Sowing sails

Last week the mainsail was own together and has now been fitted on the boat complete with battens made from aluminium tubing.

junk sail creation

Frances sticking batten pockets into place prior to sowing

After a lot of consideration, I have opted for the ‘traditional’ Hassler/MacLeod flat sail design with two battens/panels  in the fan head. I have chosen this conservative design over the much tooted cambered Junk sails design for the following reasons:

  • The flat junk sails have proved themselves in long-distance ocean sailing whereas the cambered sails (to my knowledge) have only been used in local waters never far from land.
  • The flat sail is a simple and robust sail design suited for heavy weather whereas the cambered sails, using vertical seams, would be less durable over the long haul.
  • The priorities of long distance sailing is simplicity and dependability – not winning races against conventional sloops.
  • Extensive upwind work is rarely encountered in long distance routes if you understand global weather patterns and plan your passages appropriately.

The cambered Junk sail and other ‘advanced’ forms of Junk sail design like the split rig are reported to give superior upwind performance over the flat Junk sail and although I have not seen a cambered Junk rig in action I do not doubt those claims. However, the proponents of these designs are local sailors more interested in zipping around the harbour and beating their sloop sailor neighbours in local races. Their priorities are clearly different from long distance sailors who place long-term dependability  over short term speed.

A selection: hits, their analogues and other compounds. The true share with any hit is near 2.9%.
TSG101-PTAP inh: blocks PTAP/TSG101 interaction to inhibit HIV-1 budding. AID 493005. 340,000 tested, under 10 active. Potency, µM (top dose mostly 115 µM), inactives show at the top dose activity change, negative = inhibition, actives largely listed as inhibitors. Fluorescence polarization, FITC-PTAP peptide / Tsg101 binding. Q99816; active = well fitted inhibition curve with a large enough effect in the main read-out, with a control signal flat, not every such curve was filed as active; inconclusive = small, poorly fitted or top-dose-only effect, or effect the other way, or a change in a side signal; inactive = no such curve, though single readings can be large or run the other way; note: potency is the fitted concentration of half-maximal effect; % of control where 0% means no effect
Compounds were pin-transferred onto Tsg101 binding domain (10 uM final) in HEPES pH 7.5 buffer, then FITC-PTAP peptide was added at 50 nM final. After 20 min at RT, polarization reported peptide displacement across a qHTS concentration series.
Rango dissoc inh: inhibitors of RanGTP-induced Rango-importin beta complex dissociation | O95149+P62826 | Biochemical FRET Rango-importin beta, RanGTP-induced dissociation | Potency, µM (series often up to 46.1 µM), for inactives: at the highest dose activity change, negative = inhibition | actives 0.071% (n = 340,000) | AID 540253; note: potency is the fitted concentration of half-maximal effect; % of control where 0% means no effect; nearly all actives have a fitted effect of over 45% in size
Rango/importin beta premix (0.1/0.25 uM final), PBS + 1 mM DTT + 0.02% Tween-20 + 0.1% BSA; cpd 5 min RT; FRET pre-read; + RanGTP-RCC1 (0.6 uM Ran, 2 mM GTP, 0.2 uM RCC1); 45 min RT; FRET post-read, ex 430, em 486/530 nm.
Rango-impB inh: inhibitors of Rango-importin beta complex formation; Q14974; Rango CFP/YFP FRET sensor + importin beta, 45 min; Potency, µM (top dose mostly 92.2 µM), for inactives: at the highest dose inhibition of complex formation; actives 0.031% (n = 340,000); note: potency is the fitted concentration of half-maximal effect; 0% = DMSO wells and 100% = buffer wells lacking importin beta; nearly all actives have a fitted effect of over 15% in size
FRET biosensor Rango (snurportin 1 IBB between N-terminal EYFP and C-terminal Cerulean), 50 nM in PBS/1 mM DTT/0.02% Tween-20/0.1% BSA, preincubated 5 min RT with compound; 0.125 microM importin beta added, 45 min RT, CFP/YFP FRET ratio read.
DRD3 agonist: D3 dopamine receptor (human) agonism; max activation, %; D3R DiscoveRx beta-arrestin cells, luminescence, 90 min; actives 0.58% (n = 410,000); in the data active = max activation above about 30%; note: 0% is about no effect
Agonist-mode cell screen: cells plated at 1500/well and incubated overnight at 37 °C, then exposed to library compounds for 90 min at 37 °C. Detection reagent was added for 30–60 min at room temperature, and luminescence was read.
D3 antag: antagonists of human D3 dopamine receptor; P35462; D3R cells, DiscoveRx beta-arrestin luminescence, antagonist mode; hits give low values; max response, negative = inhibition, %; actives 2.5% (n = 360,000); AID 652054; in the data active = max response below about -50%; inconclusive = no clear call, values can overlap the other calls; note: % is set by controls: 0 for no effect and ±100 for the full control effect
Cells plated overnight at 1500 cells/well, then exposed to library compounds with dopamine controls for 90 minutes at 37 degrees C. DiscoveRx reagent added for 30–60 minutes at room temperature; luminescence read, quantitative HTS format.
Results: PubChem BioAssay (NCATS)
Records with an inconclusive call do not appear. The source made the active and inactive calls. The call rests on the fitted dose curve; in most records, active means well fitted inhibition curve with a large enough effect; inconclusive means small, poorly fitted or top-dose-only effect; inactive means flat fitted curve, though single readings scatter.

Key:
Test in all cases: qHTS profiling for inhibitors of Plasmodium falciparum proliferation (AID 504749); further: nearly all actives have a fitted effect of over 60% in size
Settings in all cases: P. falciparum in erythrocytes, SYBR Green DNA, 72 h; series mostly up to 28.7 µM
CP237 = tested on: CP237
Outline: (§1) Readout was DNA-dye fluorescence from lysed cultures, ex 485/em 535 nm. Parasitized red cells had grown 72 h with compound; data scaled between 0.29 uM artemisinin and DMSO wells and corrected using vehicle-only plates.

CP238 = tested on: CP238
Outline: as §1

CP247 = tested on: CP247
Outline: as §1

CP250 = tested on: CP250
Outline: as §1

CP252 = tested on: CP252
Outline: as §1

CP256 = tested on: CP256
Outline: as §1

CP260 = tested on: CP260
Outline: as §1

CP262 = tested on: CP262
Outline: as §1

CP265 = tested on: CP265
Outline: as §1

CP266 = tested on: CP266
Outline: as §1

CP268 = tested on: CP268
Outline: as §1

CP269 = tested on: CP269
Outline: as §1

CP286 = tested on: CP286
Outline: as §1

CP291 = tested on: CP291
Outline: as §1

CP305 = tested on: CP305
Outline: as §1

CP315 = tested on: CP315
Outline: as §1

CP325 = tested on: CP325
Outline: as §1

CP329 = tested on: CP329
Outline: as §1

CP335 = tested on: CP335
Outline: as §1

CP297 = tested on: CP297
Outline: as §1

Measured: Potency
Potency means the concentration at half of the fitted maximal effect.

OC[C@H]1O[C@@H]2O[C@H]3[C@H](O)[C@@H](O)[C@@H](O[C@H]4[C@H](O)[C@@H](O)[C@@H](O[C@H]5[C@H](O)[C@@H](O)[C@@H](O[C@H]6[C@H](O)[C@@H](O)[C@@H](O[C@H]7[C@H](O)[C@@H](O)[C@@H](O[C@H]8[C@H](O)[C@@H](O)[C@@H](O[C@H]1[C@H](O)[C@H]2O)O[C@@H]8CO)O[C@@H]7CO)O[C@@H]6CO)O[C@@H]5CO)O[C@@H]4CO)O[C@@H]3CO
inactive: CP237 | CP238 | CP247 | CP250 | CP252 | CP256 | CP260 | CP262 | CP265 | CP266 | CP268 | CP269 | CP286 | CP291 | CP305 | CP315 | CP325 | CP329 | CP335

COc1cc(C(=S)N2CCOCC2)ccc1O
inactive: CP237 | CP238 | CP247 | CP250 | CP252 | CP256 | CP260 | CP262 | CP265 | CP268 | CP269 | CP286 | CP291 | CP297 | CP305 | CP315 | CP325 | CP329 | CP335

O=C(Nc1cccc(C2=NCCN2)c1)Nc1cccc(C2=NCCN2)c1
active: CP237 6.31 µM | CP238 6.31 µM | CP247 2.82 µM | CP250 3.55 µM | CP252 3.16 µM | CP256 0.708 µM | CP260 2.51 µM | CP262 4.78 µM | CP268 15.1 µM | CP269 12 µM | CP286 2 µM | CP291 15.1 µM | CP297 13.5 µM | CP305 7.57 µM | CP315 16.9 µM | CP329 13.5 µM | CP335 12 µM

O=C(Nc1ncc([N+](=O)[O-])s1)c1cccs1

Current progress report – mainsail sown and in the lifts along with yard, battens, boom, mast parrels. Yard hauling parrel, luff hauling parrel, tack line, and sheets to be fitted. I will then start some sea trials with mainsail only.

Waiting for some more supplies before sowing the foresail.

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